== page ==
Finding answers in A2 | Arts & Culture

Finding answers in A2

Finding answers in A2

Actors Nelson Franklin, left, and Chris Gorham rehearse a scene last year during filming of the movie "Answer This" at Ashley's on South State Street. Filmmakers Michael Farah and Christopher Farah will be at the Ann Arbor District Library on Monday to discuss the film. Melanie Maxwell | AnnArbor.com

EDITOR’S NOTE: “Answer This!” is an authentic Michigan story about a grad student finally coming of age – when he’s 30. Starring Christopher Gorham (“Covert Affairs”), Arielle Kebbel (“True Blood”), Nelson Franklin (“The Office”), Chris Parnell (“30 Rock”), and Professor Ralph Williams. Written, directed and produced by Ann Arbor-natives Christopher and Michael Farah (“Funny Or Die”).

Photo below right is Christopher Farah with Ralph Williams.

Ann Arbor premiere is 7:30 p.m. Friday, October 8 at the Michigan Theater. Red Carpet Gala begins at 6 p.m. with the “after party” 10 p.m. at the Michigan League.

Filmed in Ann Arbor in partnership with the University of Michigan and set in the world of competitive bar trivia, a group of frustrated academics finally get a shot at beer, women and nerdy redemption when they enter the most important contest of their lives… the First Annual Ann Arbor Trivia Tournament.

The following is Christopher Farah’s first-person account of filming “Answer This.” Farah graduated from the University of Michigan in 1998.


This autumn day is like a million autumn days I’ve spent on the Diag.

Sunlight filtering through the maple leaves by the West Hall Arch. Frisbees sailing through the air, barely missing pedestrians’ heads. Juniors walking into class at the Nat Sci Auditorium, seniors skipping class from the Nat Sci Auditorium, bewildered freshmen looking at the Grad Library thinking this must bethe Nat Sci Auditorium. Nothing out of the ordinary.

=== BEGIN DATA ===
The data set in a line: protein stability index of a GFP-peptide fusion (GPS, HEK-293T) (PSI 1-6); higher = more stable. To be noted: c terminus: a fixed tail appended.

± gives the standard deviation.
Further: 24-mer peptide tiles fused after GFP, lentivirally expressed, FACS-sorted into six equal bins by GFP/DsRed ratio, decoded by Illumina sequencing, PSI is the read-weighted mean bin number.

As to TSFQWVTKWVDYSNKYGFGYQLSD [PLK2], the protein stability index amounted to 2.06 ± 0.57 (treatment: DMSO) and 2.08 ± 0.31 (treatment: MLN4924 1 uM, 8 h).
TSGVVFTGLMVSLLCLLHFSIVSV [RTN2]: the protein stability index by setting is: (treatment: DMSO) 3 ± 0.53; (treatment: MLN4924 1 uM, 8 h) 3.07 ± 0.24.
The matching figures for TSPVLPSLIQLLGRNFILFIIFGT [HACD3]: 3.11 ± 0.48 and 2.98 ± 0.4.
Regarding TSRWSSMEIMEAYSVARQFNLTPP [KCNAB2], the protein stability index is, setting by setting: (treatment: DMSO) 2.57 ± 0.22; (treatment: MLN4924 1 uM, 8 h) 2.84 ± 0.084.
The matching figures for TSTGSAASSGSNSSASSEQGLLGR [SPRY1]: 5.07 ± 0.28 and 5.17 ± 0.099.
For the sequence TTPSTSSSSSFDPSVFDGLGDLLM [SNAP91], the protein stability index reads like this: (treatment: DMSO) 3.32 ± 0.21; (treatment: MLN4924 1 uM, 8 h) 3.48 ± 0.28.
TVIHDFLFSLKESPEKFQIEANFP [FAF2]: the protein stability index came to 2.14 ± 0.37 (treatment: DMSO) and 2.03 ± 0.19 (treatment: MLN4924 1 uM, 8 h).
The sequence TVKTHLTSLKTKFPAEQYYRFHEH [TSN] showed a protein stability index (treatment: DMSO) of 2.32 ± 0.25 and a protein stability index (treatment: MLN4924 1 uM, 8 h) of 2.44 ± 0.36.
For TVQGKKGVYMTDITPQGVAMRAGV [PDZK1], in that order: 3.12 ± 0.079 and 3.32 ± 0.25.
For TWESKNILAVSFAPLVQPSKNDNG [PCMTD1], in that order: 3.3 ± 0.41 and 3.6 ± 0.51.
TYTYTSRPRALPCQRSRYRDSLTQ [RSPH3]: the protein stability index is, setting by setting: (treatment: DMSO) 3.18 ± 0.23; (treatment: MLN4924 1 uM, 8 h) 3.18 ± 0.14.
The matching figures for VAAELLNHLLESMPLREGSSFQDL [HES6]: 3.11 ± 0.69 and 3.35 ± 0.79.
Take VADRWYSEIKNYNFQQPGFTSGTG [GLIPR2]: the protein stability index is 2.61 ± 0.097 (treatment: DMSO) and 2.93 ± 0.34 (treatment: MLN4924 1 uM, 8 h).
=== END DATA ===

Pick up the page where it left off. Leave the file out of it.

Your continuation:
Except for the giant film crew all around me. Cameramen, gaffers, grips and best boys! Actors and actresses! Lights and cameras! Action!—Action?

“You’re, uh, supposed to call action now,” my assistant director whispers to me. “I can do it for you, if you want.”

And then I remember—it’s September 2009. I’m not a student here. Not anymore. I’m a director, shooting my first feature film, called “Answer This!”

“Action!”

* * *

The Michigan Film Incentive has sparked a huge filmmaking boom in the whole state, and at U-M. But unlike all the other movies filmed in Ann Arbor—movies that pretend it’s Boston or Berkeley or even L.A.—”Answer This!” is an authentic Michigan story. The main character, Paul Tarson, has spent his entire life in Ann Arbor. He grew up here, he goes to school here, he’s even fallen in love here. Now it’s finally time for him to finish grad school, to choose whether to stay or go—and all he wants to do is play pub trivia with his friends. (That’s right. Trivia. In bars. Addictively fun.) Leaving the University of Michigan—his friends, his family, his girlfriend, his home—is the hardest decision Paul’s ever had to make.

Ironic, because making “Answer This!” is exactly what brought me back to Ann Arbor. Like Paul, I too was born and raised in Ann Arbor, went to college here (’98) and went to college here again, for grad school (’02). Then, eight years ago, I left. Journalism in New York for a few years, screenwriting in Los Angeles for a few more. All to make my mark, to prove myself to the world. Funny, though. For this—my biggest, most ambitious venture so far—I came home.

It was the best decision I’ve ever made.

Even now, even with the film incentive, making movies is still a novelty in Michigan, something exotic, something foreign and exciting. In Los Angeles, seeing a film crew is a common experience—too common. If you talk to a business about shooting something on their property, they don’t get excited, they ask you how much money. If a sidewalk is blocked off for a shoot, pedestrians don’t get curious, they get angry. The romance is gone; cynicism reigns.